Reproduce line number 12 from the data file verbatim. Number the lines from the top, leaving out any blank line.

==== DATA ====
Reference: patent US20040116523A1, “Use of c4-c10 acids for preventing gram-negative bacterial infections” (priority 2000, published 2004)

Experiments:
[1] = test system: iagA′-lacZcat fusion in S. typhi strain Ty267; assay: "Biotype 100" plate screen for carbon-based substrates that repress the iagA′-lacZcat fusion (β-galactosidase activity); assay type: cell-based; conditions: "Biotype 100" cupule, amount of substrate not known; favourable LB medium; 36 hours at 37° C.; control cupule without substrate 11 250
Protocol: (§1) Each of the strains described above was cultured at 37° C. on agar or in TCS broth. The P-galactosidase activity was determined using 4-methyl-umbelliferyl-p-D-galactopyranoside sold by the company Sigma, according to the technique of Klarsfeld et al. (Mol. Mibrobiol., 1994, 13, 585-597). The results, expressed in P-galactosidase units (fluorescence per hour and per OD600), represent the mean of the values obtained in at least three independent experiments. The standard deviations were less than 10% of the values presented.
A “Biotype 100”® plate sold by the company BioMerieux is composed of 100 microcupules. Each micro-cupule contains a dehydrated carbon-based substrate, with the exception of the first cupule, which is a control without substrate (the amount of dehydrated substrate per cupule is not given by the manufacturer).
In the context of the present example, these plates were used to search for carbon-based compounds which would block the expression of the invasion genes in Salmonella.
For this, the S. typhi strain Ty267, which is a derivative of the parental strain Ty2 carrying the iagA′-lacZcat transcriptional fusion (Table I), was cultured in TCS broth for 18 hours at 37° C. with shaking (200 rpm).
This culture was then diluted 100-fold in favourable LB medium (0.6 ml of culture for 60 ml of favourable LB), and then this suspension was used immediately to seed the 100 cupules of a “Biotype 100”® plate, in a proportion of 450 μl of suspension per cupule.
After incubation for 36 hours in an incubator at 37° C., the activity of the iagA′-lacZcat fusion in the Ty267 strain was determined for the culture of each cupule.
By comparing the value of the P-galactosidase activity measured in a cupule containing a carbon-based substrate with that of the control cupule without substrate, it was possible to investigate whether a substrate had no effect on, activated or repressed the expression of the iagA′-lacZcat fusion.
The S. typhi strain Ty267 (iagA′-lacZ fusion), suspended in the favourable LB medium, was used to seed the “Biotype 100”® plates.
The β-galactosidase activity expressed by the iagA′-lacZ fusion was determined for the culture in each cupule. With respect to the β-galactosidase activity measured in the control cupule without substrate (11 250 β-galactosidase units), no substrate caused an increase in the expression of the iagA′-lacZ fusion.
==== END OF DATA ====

The β-galactosidase activity expressed by the iagA′-lacZ fusion was determined for the culture in each cupule. With respect to the β-galactosidase activity measured in the control cupule without substrate (11 250 β-galactosidase units), no substrate caused an increase in the expression of the iagA′-lacZ fusion.